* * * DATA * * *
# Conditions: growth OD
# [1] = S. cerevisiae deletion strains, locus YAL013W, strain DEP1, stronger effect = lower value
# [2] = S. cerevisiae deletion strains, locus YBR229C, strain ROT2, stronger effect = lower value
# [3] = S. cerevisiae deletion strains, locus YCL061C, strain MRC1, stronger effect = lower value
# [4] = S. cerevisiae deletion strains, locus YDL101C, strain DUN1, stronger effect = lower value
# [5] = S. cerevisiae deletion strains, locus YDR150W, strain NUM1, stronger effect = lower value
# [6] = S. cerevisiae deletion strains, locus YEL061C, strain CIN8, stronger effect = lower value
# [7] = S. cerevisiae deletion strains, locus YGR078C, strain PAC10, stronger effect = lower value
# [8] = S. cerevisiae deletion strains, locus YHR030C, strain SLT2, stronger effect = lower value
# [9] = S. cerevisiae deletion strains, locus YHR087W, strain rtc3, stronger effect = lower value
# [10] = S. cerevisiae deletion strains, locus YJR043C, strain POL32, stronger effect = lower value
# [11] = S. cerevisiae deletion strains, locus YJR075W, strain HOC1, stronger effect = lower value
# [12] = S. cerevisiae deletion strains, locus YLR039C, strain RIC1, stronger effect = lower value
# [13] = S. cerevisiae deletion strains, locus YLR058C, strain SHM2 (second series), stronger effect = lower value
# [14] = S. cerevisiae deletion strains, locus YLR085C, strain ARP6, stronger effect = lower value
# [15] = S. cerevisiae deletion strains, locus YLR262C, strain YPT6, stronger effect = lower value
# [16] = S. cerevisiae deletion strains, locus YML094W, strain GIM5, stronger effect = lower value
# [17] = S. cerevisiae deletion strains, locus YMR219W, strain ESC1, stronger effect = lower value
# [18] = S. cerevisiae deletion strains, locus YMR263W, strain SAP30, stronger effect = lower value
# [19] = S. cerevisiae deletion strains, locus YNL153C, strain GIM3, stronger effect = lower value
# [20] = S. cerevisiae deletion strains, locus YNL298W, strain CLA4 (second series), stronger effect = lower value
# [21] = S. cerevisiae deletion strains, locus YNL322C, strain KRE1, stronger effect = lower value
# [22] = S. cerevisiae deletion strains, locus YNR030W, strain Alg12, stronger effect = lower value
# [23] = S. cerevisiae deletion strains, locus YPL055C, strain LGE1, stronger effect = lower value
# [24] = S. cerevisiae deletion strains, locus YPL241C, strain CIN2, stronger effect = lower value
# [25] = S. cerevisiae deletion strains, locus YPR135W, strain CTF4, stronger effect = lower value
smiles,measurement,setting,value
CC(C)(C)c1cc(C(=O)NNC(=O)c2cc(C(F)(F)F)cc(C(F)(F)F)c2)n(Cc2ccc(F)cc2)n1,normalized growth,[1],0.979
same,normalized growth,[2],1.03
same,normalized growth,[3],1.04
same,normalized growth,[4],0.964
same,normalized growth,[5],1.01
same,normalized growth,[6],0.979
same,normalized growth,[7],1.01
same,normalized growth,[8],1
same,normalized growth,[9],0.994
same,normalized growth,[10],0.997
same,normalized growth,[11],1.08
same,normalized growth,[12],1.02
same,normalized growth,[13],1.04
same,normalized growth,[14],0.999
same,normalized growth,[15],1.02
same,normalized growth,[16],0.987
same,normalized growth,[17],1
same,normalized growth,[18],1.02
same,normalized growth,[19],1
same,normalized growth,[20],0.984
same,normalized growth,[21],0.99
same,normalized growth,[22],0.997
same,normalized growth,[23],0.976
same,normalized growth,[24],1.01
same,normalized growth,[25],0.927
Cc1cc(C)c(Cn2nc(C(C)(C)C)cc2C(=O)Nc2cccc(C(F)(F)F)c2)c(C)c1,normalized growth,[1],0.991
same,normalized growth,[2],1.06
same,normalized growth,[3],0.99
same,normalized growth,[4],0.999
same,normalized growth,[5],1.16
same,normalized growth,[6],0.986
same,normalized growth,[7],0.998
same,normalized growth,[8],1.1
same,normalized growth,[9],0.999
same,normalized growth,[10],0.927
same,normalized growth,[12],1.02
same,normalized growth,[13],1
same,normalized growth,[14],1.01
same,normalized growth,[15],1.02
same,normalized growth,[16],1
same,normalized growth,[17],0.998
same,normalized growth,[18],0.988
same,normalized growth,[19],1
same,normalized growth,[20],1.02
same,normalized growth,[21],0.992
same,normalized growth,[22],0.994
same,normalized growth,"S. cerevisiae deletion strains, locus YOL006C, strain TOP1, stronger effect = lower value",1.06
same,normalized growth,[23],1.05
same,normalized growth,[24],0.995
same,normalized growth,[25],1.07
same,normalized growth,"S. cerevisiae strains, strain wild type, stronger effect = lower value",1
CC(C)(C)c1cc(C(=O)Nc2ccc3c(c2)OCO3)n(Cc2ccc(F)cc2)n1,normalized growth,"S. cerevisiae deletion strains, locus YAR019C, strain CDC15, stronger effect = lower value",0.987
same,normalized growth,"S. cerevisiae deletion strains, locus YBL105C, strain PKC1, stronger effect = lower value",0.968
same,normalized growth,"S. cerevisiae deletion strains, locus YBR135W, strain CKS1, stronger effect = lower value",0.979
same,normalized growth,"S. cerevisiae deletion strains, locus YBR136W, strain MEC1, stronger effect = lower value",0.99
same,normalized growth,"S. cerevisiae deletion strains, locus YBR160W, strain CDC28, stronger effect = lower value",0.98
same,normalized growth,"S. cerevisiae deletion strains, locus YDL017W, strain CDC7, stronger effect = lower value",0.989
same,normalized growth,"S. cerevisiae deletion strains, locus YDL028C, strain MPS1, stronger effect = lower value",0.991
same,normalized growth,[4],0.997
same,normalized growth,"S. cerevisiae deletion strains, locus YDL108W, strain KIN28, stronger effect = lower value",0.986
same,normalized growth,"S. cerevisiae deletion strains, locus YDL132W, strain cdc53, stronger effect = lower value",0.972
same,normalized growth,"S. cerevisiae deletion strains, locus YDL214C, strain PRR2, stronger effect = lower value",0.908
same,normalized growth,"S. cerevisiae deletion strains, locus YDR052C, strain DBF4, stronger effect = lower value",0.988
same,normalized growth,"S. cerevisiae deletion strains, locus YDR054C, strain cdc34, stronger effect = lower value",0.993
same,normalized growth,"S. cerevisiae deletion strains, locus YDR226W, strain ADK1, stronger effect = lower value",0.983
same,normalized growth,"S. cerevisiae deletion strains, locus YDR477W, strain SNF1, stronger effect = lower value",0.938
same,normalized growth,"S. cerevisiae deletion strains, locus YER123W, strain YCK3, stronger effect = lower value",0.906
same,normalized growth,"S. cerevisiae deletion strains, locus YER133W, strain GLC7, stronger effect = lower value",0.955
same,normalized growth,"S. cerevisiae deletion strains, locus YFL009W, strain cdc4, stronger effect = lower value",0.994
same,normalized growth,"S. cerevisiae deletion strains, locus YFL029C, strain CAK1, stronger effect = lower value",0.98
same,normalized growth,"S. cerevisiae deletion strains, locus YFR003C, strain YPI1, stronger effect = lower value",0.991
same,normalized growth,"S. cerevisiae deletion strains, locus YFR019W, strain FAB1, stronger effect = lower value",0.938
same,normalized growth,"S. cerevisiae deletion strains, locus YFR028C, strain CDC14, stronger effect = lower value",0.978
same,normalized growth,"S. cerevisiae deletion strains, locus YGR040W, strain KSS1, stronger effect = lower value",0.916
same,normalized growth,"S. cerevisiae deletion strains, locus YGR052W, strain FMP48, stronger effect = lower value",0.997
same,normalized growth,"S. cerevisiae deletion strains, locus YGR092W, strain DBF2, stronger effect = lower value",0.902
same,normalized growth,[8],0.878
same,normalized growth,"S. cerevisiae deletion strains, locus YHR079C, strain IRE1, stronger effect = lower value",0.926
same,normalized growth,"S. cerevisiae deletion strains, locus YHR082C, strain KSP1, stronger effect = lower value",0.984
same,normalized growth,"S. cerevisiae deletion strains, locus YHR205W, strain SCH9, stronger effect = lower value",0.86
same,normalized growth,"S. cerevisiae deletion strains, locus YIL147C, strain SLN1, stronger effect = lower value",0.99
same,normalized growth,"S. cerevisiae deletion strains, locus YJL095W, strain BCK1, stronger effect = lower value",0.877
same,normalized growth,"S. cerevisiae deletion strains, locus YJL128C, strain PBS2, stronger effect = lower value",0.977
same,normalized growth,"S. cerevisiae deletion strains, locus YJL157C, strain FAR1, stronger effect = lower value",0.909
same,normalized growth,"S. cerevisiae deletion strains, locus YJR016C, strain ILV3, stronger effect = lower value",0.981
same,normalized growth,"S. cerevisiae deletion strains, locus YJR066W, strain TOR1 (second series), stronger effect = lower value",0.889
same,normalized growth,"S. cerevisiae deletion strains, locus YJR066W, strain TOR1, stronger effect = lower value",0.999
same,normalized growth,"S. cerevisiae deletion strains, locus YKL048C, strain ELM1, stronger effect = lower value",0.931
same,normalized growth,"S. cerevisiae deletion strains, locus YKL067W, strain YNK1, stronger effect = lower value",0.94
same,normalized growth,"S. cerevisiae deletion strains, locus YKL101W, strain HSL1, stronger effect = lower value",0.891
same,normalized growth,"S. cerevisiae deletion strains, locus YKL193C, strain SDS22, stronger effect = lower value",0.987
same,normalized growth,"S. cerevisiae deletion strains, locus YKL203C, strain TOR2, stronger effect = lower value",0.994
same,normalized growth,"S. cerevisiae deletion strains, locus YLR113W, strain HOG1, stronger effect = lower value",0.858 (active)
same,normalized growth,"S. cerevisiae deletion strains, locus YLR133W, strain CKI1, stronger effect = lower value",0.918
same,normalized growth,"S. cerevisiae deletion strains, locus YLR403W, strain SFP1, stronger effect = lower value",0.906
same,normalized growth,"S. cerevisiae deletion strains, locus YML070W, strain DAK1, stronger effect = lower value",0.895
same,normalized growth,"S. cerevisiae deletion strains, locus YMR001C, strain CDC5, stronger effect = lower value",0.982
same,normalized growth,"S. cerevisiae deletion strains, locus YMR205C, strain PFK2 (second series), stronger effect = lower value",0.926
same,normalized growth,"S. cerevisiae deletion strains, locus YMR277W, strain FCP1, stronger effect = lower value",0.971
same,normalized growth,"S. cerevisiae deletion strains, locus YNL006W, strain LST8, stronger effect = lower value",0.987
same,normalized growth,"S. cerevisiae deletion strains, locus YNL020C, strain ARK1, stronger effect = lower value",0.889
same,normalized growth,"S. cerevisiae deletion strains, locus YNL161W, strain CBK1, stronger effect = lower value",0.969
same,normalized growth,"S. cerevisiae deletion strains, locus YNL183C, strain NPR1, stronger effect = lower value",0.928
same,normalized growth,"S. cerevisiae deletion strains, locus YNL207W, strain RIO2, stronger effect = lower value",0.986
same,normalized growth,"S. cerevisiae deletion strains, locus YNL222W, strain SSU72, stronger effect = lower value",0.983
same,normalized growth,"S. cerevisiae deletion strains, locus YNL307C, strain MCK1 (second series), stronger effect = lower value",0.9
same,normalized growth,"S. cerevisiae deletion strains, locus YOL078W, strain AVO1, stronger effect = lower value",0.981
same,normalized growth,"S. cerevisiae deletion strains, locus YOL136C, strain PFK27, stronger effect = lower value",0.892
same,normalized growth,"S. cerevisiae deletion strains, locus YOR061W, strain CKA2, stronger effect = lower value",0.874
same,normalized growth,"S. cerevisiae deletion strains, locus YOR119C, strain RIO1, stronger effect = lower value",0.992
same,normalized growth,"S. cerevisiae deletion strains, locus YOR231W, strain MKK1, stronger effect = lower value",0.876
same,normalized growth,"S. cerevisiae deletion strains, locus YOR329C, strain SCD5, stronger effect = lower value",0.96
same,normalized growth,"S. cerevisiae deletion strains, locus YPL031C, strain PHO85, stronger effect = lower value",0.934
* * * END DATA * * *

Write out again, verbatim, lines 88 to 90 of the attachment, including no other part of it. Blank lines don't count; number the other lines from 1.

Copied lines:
same,normalized growth,"S. cerevisiae deletion strains, locus YDL132W, strain cdc53, stronger effect = lower value",0.972
same,normalized growth,"S. cerevisiae deletion strains, locus YDL214C, strain PRR2, stronger effect = lower value",0.908
same,normalized growth,"S. cerevisiae deletion strains, locus YDR052C, strain DBF4, stronger effect = lower value",0.988